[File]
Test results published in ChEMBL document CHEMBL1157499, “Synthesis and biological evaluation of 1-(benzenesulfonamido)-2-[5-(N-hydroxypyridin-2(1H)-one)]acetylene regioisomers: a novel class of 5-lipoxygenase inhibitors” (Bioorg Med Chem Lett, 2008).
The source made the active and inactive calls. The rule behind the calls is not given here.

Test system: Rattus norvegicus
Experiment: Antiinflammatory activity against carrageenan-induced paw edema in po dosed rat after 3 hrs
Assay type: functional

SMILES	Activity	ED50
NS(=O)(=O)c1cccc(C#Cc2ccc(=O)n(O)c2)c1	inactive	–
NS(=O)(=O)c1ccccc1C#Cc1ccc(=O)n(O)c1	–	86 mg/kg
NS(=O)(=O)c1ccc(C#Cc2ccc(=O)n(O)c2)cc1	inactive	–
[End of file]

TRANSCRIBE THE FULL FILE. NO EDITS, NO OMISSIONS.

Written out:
Test results published in ChEMBL document CHEMBL1157499, “Synthesis and biological evaluation of 1-(benzenesulfonamido)-2-[5-(N-hydroxypyridin-2(1H)-one)]acetylene regioisomers: a novel class of 5-lipoxygenase inhibitors” (Bioorg Med Chem Lett, 2008).
The source made the active and inactive calls. The rule behind the calls is not given here.

Test system: Rattus norvegicus
Experiment: Antiinflammatory activity against carrageenan-induced paw edema in po dosed rat after 3 hrs
Assay type: functional

SMILES	Activity	ED50
NS(=O)(=O)c1cccc(C#Cc2ccc(=O)n(O)c2)c1	inactive	–
NS(=O)(=O)c1ccccc1C#Cc1ccc(=O)n(O)c1	–	86 mg/kg
NS(=O)(=O)c1ccc(C#Cc2ccc(=O)n(O)c2)cc1	inactive	–